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Flagstaff ( ) is a city located in northern Arizonamarker, in the southwestern United States. In 2008, the city's estimated population was 60,222. The population of the Metropolitan Statistical Area was estimated at 127,450 in 2007. It is the county seat of Coconino Countymarker. The city is named after a Ponderosa Pine flagpole made by a scouting party from Bostonmarker (known as the "Second Boston Party") to celebrate the United States Centennial on July 4, 1876.

Flagstaff lies near the southwestern edge of the Colorado Plateau, along the western side of the largest contiguous Ponderosa Pine forest in the continental United States. Flagstaff is located adjacent to Mount Eldenmarker, just south of the San Francisco Peaksmarker, the highest mountain range in the state of Arizona. Humphreys Peakmarker, the highest point in Arizona at 12,633 feet (3,850 m), is located about 10 miles (16 km) north of Flagstaff in Kachina Peaks Wildernessmarker.

Flagstaff's early economy was based on the lumber, railroad, and ranching industries. Today, the city remains an important distribution hub for companies such as Nestlé Purina PetCare and Walgreens, and is home to Lowell Observatorymarker and Northern Arizona Universitymarker. Flagstaff has a strong tourism sector, due to its proximity to Grand Canyon National Parkmarker, Oak Creek Canyon, and historic Route 66. The city is also home to medical device manufacturing, including such companies as W. L. Gore and Associates, and Machine Solutions.


Flagstaff ca. 1899; view of Post Office and other buildings on Terrace Street.

In 1855, Lieutenant Edward Fitzgerald Beale surveyed a road from the Rio Grandemarker in New Mexicomarker to Fort Tejonmarker in Californiamarker, and camped near the current location of Flagstaff. The lieutenant had his men cut the limbs from a straight Ponderosa Pine tree in order to fly the United States flag.

The first permanent settlement was in 1876, when Thomas F. McMillan built a cabin at the base of Mars Hill on the west side of town. During the 1880s, Flagstaff began to grow, opening its first post office and attracting the railroad industry. The early economy was based on timber, sheep, and cattle. By 1886, Flagstaff was the largest city on the railroad line between Albuquerquemarker and the west coast of the United States.

In 1894, Massachusetts astronomer Percival Lowell hired A. E. Douglass to scout an ideal site for a new observatory. Douglass, impressed by Flagstaff's elevation, named it as an ideal location for the now famous Lowell Observatorymarker, saying: "other things being equal, the higher we can get the better". Two years later, the specially-designed Clark telescope that Lowell had ordered was installed. In 1930, Pluto was discovered using one of the observatory’s telescopes. In 1955 the U.S. Naval Observatorymarker joined the growing astronomical presence, and established the United States Naval Observatory Flagstaff Stationmarker, where Pluto's satellite, Charon was discovered in 1978.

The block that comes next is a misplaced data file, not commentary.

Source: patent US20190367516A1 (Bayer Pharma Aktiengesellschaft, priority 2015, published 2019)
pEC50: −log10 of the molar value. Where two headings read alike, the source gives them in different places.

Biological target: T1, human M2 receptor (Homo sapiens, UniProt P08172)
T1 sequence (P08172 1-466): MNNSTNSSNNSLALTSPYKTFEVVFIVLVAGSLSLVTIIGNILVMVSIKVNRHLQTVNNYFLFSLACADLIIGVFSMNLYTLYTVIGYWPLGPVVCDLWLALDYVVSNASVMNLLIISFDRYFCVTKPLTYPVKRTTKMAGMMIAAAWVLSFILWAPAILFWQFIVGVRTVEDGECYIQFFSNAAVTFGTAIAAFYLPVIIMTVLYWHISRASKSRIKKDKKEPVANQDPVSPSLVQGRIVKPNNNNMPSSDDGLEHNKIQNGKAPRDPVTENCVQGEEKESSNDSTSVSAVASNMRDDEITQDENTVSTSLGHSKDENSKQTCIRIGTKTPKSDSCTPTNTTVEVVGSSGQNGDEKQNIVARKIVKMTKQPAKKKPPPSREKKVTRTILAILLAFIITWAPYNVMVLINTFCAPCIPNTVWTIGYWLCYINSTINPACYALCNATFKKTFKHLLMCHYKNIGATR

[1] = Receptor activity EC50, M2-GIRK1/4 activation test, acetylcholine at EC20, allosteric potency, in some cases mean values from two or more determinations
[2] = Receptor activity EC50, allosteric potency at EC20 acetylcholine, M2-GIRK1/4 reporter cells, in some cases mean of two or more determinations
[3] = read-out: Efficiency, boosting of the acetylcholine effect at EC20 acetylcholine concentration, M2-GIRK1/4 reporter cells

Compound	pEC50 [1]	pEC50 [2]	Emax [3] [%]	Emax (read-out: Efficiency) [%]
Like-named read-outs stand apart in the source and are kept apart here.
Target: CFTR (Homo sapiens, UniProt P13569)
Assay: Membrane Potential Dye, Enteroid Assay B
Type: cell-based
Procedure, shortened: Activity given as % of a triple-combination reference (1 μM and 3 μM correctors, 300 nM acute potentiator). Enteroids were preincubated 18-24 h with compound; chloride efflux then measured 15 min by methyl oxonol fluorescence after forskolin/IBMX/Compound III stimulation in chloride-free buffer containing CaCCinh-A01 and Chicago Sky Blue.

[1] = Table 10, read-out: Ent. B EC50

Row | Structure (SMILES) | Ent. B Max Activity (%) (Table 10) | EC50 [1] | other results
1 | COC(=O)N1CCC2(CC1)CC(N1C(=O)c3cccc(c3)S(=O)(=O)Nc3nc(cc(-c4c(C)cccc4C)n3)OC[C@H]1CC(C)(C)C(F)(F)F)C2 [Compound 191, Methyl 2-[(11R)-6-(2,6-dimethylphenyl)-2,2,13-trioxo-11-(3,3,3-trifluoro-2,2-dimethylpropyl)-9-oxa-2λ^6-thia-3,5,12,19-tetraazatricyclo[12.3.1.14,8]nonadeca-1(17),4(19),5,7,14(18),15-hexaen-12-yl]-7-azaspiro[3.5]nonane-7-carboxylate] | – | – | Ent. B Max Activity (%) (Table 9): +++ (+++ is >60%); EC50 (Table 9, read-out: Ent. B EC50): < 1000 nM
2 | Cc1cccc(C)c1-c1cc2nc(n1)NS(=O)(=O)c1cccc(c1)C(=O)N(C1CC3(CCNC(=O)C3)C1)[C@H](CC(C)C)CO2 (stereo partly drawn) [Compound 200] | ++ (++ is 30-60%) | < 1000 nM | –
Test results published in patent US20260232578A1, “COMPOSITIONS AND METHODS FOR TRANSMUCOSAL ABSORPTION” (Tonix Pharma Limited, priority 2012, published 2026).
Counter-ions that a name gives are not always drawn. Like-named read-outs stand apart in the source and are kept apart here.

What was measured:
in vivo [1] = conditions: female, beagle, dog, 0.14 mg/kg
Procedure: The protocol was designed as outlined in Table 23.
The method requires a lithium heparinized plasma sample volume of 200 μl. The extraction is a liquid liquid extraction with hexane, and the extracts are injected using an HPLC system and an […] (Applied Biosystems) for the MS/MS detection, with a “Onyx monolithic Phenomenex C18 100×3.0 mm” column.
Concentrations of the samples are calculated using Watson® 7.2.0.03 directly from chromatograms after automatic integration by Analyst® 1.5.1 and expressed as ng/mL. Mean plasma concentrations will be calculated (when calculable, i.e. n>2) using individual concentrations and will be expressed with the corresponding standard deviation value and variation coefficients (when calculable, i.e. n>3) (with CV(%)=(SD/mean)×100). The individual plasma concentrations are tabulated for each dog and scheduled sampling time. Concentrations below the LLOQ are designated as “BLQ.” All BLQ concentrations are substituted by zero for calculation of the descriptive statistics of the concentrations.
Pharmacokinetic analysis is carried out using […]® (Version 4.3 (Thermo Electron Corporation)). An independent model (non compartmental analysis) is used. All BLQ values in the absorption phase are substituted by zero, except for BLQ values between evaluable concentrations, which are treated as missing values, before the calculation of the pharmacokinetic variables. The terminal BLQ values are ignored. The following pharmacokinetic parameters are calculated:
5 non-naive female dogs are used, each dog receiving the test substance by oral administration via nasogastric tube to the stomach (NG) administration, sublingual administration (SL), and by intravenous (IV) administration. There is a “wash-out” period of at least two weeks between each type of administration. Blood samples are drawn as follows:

During the Apollo program in the 1960s, the Clark Telescope was used to map the moon for the lunar expeditions, enabling the mission planners to choose a safe landing site for the lunar modules. In homage to the city's importance in the field of astronomy, asteroid 2118 Flagstaff is named for the city, and 6582 Flagsymphony for the Flagstaff Symphony Orchestra.

Old Coconino County Courthouse from Birch Avenue, June 2005
The Northern Arizona Normal School was established in 1899, renamed Northern Arizona Universitymarker in 1966. Flagstaff's cultural history received a significant boost on April 11, 1899, when the Flagstaff Symphony made its concert debut at Babbitt's Opera House. The orchestra continues today as the Flagstaff Symphony Orchestra, with its primary venue at the Ardrey Auditorium on the campus of Northern Arizona University.

The city grew rapidly, primarily attributable to its location along the east-west transcontinental railroad line in the United States. In the 1880s, the railroads purchased land in the west from the federal government, which was then sold to individuals to help finance the railroad projects. By the 1890s, Flagstaff found itself located along one of the busiest railroad corridors in the U.S., with 80-100 trains travelling through the city every day, destined for Chicagomarker, Los Angelesmarker, and elsewhere.

Northern Arizona University's Old Main building.

Route 66 was completed in 1926 and ran through Flagstaff. Flagstaff was incorporated as a city in 1928, and in 1929, the city's first motel, the Motel Du Beau, was built at the intersection of Beaver Street and Phoenix Avenue. The Daily Sun described the motel as "a hotel with garages for the better class of motorists." The units originally rented for $2.60 to $5.00 each, with baths, toilets, double beds, carpets, and furniture. Flagstaff went on to become a popular tourist stop along Route 66, particularly due to its proximity to the Grand Canyonmarker.